Thursday, October 15, 2015

Nurse Matilda

Christianna Brand
illustrated by Edward Ardizzone 2005

If you've ever seen the movie "Nanny McPhee" these are the stories, written in the 1960's that the movie was based on.  Mr. and Mrs. Brown have a large family.  So many children in fact, that they are never all completely named in the stories.  And they're terribly naughty!  After going through dozens of nurses and governesses and maids, the Browns are at their wits' end.  Everyone keeps telling them that they need "Nurse Matilda", a magical sort of character much like Mary Poppins but with a mischeivious streak.  She agrees to teach the children 7 lessons, "To go to bed when they're told," she said on the first step.  "Not to gobble," she said on the second step.  "To do their lessons," she said on the third step.  "To get up when they're called," she said on the fourth step.  "To close doors after them, to wear their best clothes when they have to; and not to run away," she said on the fifth, sixth and seventh steps.

She's described as rather ugly with a nose like two potatoes and a big front tooth that sticks out like a "tombstone".  But she endears herself to the children, and each time they learn a lesson it seems like she is less unattractive and has a beautiful golden glow.  And of course, the deal she has with the family is that "When you didn't need me- but you did want me:  then I must leave you."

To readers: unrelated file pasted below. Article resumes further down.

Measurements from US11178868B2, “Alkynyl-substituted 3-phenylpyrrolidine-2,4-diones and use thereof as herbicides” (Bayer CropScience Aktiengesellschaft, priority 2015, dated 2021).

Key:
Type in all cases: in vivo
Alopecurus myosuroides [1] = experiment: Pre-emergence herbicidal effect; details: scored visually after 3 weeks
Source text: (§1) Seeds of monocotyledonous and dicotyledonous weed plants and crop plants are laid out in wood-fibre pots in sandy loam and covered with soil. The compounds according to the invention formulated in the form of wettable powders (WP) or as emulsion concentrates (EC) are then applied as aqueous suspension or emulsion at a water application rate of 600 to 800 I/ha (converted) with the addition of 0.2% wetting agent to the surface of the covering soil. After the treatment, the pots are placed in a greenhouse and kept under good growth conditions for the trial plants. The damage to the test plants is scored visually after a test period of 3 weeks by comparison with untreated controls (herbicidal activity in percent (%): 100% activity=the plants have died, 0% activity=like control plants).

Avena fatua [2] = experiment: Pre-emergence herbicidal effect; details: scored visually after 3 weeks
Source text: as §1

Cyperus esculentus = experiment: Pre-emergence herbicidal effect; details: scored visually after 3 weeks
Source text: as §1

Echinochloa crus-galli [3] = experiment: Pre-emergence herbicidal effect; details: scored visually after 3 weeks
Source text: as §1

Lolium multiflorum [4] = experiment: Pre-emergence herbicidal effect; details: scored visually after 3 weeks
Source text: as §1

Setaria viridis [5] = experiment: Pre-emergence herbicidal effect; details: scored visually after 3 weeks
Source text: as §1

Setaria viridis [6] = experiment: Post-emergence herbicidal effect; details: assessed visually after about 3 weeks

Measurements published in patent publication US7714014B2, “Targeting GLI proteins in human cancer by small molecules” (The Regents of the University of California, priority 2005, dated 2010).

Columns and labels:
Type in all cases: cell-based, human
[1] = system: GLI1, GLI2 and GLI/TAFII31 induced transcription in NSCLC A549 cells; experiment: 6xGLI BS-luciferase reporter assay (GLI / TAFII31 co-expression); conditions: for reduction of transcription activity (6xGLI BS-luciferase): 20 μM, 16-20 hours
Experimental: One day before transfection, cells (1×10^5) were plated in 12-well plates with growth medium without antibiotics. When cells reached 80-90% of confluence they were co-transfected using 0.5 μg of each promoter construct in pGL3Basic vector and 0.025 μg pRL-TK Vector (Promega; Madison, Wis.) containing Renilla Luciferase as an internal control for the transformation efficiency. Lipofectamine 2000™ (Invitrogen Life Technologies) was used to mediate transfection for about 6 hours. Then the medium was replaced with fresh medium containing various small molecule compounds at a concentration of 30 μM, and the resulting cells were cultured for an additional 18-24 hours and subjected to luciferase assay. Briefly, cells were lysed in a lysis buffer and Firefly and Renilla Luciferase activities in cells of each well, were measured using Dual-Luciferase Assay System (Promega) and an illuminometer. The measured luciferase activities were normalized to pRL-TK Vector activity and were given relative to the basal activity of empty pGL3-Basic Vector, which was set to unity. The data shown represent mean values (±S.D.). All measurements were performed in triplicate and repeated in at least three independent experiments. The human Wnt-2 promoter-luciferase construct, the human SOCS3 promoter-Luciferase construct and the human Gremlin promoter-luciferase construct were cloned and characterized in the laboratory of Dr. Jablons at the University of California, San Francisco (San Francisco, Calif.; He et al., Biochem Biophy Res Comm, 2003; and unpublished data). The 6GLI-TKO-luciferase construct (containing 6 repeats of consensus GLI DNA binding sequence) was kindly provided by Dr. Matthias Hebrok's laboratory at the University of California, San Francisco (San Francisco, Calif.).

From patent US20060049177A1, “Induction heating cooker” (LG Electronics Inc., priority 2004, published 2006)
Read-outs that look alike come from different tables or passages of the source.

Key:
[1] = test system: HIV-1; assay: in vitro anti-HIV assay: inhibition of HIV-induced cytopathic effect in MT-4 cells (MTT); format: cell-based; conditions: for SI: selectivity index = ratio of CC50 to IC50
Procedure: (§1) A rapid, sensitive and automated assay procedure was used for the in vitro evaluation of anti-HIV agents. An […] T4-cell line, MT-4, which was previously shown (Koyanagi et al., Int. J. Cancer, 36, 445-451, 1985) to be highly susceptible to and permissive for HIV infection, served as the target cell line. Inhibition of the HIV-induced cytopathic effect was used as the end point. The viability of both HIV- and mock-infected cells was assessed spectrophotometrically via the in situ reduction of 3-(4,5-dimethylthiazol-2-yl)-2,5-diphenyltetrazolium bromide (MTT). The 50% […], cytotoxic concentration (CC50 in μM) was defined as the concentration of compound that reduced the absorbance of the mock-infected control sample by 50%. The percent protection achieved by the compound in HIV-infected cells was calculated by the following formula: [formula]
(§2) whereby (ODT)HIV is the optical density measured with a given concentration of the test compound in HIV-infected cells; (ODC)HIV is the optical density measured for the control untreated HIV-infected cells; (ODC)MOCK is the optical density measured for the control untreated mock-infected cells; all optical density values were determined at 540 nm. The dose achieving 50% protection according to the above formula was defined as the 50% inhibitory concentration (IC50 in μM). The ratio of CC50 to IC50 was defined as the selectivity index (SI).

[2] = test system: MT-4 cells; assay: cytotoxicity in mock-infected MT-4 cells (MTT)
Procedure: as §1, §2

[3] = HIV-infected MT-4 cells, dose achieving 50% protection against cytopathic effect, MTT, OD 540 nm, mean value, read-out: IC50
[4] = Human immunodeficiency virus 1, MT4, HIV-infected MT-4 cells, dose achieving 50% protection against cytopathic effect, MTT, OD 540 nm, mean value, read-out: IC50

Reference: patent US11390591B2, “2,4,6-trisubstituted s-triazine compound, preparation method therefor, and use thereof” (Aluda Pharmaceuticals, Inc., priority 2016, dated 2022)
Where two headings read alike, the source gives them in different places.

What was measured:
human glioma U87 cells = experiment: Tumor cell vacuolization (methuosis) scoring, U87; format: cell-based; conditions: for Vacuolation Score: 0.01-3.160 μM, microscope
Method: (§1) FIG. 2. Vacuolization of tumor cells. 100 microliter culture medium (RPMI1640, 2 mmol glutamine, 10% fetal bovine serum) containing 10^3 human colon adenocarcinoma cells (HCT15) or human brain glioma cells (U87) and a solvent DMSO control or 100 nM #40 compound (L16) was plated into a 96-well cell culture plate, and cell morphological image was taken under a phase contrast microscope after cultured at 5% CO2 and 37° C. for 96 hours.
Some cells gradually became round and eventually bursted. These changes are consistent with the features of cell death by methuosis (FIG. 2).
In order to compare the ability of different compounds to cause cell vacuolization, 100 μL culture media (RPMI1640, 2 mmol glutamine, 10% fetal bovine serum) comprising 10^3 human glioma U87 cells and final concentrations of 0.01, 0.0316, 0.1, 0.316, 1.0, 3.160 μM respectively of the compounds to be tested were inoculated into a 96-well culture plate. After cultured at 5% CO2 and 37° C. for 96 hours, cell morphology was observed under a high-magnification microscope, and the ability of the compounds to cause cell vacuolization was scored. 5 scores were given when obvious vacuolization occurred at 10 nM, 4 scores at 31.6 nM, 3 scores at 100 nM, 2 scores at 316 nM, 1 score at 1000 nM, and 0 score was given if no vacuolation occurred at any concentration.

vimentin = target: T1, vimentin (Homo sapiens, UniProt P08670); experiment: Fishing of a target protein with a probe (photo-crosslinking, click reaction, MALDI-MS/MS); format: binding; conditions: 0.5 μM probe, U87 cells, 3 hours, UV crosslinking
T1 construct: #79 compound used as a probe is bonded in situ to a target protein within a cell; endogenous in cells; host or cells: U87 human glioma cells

Full of funny British humor and the amusing hijinks of naughty children (which Charlotte always finds amusing!), this was a great read.  I particularly love how the Brown parents are never convinced that their children are truly naughty.

Mrs. Brown was very sweet, but she really was rather foolish about her darling children and never believed that they could possibly be naughty.

Even though they were doing things like:

Francesca had filled the Tiny Baby's bottle with baby-food and was feeding the dogs with it.  
Little Quentin had drawn flowers all up the walls and was watering them from the big, brown, nursery teapot.
Antony was filling up the nursery ink-wells with runny red jam.
Nicolas had collected all the Little Ones' dolls and was lining them up for execution.
Sophie was shampooing Henrietta's hair with glue.
All the other children were doing simply dreadful things too.

1 comment:

  1. Sounds like a fun read, but so did Mary Poppins, which I read this summer and did not like at all. Thoughts on how they compare?